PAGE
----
By Colin Packham and Roberta Rampton
SYDNEY (Reuters) - U.S. Vice President Mike Pence said on Saturday the United States would honor a controversial refugee deal with Australia, under which the United States would resettle up to 1,250 asylum seekers, a deal President Donald Trump had described as "dumb".
Pence told a joint news conference with Australian Prime Minister Malcolm Turnbull that the deal would be subject to vetting, and that honoring it "doesn't mean that we admire the agreement".
"We will honor this agreement out of respect to this enormously important alliance," Pence said at Turnbull's harbor side official residence in Sydney.
Australia is one of Washington's staunchest allies and has sent troops to fight alongside the U.S. military in conflicts in Iraq and Afghanistan.
Under the deal, agreed with former President Barack Obama late last year, the United States would resettle up to 1,250 asylum seekers held in offshore processing camps on South Pacific islands in Papua New Guinea (PNG) and Nauru.
In return, Australia would resettle refugees from El Salvador, Guatemala and Honduras.
The White House has already said it would apply "extreme vetting" to those asylum seekers held in the Australian processing centers seeking resettlement in the United States.
The deal has taken on added importance for Australia, which is under political and legal pressure to shut the camps, particularly one on PNG's Manus Island where violence between residents and inmates flared last week.
Asylum-seeker advocates welcomed the U.S. commitment, although they remained concerned that "extreme vetting" could see fewer than 1,250 resettled in the United States.
"What still isn't clear is how many people will have this opportunity, and that clarity must be provided," said Graham Thom, Refugee Coordinator at Amnesty International Australia.
"The violence on Manus Island last weekend only further demonstrates that the Australian government needs to give a clear commitment that no refugee or person seeking asylum will be left behind in Papua New Guinea or Nauru," he said.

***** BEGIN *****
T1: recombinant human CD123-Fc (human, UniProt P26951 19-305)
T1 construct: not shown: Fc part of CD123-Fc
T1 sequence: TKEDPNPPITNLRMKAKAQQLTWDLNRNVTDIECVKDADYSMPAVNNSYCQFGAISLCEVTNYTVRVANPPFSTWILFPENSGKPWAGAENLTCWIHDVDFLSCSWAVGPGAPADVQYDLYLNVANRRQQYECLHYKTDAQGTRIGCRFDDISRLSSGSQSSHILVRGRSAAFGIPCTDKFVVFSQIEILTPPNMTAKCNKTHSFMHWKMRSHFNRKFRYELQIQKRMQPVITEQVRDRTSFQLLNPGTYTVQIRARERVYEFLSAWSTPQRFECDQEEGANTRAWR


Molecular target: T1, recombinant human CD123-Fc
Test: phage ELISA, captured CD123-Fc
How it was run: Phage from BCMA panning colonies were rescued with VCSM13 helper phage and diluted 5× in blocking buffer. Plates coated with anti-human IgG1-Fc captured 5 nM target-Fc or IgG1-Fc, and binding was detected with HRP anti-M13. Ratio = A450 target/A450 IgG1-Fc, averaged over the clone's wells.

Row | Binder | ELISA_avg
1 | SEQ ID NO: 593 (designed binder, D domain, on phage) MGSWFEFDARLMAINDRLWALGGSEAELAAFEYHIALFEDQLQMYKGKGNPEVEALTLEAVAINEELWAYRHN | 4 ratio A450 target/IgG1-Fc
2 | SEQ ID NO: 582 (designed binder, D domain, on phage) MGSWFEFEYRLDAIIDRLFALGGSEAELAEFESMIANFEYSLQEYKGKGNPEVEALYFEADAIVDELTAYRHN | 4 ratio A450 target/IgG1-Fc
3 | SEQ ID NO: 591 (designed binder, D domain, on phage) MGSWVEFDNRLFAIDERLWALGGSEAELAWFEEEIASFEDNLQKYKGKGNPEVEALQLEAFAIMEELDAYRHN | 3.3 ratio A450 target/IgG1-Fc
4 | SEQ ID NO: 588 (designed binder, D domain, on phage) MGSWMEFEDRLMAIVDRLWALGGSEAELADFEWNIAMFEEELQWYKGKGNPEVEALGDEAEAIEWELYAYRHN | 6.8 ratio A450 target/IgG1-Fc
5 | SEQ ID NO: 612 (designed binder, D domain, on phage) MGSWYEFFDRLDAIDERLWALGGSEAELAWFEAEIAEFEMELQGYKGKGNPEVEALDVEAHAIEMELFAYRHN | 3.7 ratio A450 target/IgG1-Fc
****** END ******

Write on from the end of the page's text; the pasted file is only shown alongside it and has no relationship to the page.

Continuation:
An inquiry by an upper house Senate committee in Australia said the government must be more transparent about the operations of the processing centers in PNG and Nauru, which are run by contractors.
The report, released on Friday, also said the Australian government had a duty of care to the asylum seekers being held in the camps.
Australia's relationship with the new administration in Washington got off to a rocky start when Trump lambasted Turnbull over the resettlement arrangement, which Trump labeled a "dumb" deal.
Details of an acrimonious phone call between the pair soon after Trump took office made headlines around the world.
Turnbull acknowledged Trump's reluctance, but said the U.S. commitment was a measure of Trump's new U.S. administration.
"It speaks volumes for the commitment, the integrity of President Trump," he said.
Pence was speaking on the final leg of a 10-day tour of the Asia-Pacific region that included meetings with political and business leaders in South Korea, Japan and Indonesia.
His trip to Australia is the first by a senior official in the Trump administration as the United States looks to strengthen economic ties and security cooperation amid disputes in the South China Sea and tension on the Korean peninsula.
(Reporting by Roberta Rampton and Colin Packham; Additional reporting by Peter Gosnell; Writing by Paul Tait; Editing by Jacqueline Wong)